Various classes of trams operated in Sydney, but the most familiar to most passengers was the O Class. The first O Class tram entered service on 8 March 1908, and a total of 626 O Class trams entered service, making it Australia’s most numerous class of tram. Over 600 of the O Class trams remained in service until 1952.


Modern corridor trams were introduced to Sydney, partly to portray a modern image. They offered more protection from the weather, and were fitted with upholstered seats that provided greater comfort for passengers. The R Class was introduced in 1933, and they were followed by the R1 Class in 1935.



Most Australian tramway systems were closed in the 1950s and 1960s when motor cars and buses became more favourable. A similar pattern of tramway closures had occurred in the United Kingdom and the United States. Motoring organisations argued that trams were the cause of congestion in cities, and they lobbied governments to replace trams with buses.


The separate Manly system closed in 1939 and some other sections closed after the Second World War, but most of Sydney’s tramway network remained until an extensive series of closures began in 1957. The North Sydney system ceased operating in 1958, and various other lines through the city and suburbs were closed in stages from 1957 to 1961. On 25 February 1961 the Sydney tramway system closed. The last trams operated between the CBD and La Perouse, with R1 Class tram 1995 being the final tram to operate. 1995 is now preserved at the Tramsheds food and retail precinct, located in the former Rozelle tram depot.


Light Rail

In the ensuing decades there were several proposals to reintroduce trams in Sydney. Finally, a light railway line opened between Central station and Wentworth Park on 11 August 1997. The opening of this line brought regular tram services back to Sydney for the first time since 1961. It was later extended to Dulwich Hill. Other light rail lines were subsequently built in Sydney, with the route from Circular Quay via George Street and Central to Randwick opening in December 2019, and another line to Kingsford in 2020. Work is also underway on the construction of a light rail line between Westmead and Carlingford via the Parramatta central business district. Much of the route is along the former Carlingford heavy railway line from Camellia to Carlingford. The double track line will be 12 km in length and include 16 stops.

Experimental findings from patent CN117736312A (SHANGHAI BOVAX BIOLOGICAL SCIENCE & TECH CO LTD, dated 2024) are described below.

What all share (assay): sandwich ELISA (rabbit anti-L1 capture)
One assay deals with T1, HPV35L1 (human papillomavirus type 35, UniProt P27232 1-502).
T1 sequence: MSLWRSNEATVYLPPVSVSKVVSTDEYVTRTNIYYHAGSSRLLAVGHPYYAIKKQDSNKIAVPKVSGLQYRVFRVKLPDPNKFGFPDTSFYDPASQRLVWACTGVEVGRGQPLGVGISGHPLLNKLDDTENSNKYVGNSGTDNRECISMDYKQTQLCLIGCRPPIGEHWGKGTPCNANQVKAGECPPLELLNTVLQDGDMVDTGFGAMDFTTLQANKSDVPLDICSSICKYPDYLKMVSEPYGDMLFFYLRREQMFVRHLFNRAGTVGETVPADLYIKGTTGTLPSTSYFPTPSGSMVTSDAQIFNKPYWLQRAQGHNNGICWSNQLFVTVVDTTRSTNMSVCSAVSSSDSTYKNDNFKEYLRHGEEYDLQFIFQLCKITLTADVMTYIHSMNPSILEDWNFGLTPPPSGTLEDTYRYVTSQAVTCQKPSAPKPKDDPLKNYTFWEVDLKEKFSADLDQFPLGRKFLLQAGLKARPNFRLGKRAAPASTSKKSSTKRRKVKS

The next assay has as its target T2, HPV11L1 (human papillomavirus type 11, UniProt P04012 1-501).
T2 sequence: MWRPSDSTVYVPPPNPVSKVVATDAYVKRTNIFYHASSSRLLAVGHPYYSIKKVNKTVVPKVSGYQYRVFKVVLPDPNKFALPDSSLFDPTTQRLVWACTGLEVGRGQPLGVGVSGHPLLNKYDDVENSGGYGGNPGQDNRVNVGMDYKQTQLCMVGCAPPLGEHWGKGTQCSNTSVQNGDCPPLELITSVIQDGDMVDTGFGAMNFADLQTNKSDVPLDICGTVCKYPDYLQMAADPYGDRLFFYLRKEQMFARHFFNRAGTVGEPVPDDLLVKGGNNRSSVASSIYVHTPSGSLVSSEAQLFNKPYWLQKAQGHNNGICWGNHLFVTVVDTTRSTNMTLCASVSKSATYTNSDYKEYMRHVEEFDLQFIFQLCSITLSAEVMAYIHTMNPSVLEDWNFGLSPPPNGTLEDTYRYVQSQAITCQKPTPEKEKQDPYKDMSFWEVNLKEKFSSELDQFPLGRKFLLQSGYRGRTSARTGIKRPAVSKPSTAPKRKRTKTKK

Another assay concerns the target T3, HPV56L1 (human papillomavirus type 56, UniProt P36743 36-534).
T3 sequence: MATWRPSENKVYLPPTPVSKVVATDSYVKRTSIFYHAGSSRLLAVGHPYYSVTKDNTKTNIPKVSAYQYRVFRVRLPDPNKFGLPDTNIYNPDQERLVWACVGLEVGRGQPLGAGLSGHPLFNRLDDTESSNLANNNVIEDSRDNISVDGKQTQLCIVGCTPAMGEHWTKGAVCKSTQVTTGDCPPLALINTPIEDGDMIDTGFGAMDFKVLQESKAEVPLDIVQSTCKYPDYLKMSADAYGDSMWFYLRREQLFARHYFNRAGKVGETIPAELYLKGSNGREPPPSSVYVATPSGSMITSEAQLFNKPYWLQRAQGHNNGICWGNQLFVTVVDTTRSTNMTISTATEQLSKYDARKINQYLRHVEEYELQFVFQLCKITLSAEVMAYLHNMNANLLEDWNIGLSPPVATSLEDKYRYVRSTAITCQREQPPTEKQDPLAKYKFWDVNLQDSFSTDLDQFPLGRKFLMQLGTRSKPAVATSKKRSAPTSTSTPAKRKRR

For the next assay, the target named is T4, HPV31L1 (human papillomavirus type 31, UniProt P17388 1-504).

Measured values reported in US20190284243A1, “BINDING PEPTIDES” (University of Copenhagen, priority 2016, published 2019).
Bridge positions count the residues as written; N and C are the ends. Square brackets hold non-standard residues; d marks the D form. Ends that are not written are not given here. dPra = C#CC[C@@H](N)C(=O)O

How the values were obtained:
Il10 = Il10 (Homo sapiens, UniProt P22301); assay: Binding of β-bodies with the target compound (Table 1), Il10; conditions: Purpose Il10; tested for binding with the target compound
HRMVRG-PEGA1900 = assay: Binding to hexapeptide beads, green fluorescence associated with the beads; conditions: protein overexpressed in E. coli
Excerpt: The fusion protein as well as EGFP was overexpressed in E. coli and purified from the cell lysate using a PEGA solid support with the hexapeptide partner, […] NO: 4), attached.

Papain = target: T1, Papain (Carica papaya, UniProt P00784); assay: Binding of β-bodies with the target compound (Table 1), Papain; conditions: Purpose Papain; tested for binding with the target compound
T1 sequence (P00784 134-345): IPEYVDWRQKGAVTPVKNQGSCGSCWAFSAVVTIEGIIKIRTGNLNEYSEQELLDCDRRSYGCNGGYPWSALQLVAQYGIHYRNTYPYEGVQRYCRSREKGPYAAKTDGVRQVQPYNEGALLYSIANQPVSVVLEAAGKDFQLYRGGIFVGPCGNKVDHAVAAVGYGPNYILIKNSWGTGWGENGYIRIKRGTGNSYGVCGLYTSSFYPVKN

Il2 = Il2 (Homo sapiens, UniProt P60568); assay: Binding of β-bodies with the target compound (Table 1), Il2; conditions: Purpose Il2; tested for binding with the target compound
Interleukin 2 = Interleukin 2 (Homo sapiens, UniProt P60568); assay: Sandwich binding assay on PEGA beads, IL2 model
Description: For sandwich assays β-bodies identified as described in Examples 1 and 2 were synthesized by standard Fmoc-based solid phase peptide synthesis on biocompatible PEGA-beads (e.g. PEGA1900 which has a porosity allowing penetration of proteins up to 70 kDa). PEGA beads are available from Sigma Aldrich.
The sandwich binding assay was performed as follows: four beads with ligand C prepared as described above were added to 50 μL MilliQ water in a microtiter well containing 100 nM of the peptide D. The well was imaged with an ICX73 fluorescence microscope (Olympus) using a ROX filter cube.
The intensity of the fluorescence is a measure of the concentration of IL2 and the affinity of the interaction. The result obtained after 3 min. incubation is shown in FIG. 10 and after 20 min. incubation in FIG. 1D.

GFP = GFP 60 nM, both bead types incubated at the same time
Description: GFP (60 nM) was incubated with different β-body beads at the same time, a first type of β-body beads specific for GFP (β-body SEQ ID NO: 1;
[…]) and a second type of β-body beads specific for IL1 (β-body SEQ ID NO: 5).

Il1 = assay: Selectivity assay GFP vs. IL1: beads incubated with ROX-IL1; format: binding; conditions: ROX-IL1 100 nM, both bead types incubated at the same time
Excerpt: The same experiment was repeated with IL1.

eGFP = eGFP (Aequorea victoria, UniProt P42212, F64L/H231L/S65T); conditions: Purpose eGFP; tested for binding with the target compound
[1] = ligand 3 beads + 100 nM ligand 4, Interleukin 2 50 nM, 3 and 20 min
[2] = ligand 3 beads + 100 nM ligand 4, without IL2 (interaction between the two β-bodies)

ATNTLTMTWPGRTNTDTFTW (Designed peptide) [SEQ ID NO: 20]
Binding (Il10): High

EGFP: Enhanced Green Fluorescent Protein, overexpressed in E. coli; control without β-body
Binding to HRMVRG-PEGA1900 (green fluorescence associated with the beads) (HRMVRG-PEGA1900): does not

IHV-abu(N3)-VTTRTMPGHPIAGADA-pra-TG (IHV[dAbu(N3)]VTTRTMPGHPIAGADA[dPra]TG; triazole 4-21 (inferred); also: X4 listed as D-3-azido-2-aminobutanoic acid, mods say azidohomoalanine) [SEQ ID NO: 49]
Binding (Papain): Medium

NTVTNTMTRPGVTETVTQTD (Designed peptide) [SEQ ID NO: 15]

The Sydney Tramway Museum has a large collection of trams that are mostly from the former Sydney tramway network. Exhibits include C290, the oldest electric tram in Australia, various passenger trams and service vehicles. An unusual exhibit is a prison tram that was used to transport prisoners between Long Bay Gaol and Darlinghurst Court. Representative trams from other Australian and overseas cities are also on display at the museum. Tram rides operate along 4 km of track between Sutherland and the Royal National Park. Operating days are Sundays and Wednesdays. The Sydney Tramway Museum is located next to Loftus railway station, on the suburban Illawarra railway line, in Sydney’s southern suburbs.


Steam tram motor 103A is the only operating steam tram motor in Australia. It is located at Valley Heights Locomotive Depot, and operates with a passenger trailer carriage. The Museum is open on the second and fourth Sunday of each month. Valley Heights is approximately 70 km west of Sydney in the Blue Mountains.



Commonwealth Bureau of Census and Statistics, Year book of the Commonwealth of Australia, Commonwealth Bureau of Census and Statistics,

     Canberra, various editions.

Keenan, DR, Tramways of Sydney, Transit Press, Sydney, 1979.

Kelly, M, Australian trams through the ages, Topmill, Sydney, 2015.

Lee, R, Transport: an Australian history, University of NSW, Sydney, 2010.

McCarthy, K & N Chinn, New South Wales tramcar handbook 1861–1961, Part One, South Pacific Electric Railway Co-operative Society, Sydney,


Sydney Tramway Museum <>.

Valley Heights Locomotive Depot Heritage Museum < >.


Urbos 3 Light Rail Vehicle 2124 shortly after departing Central station on its journey to Dulwich Hill, 12 June 2017.


C290, Sydney Tramway Museum, Loftus, 26 February 2011.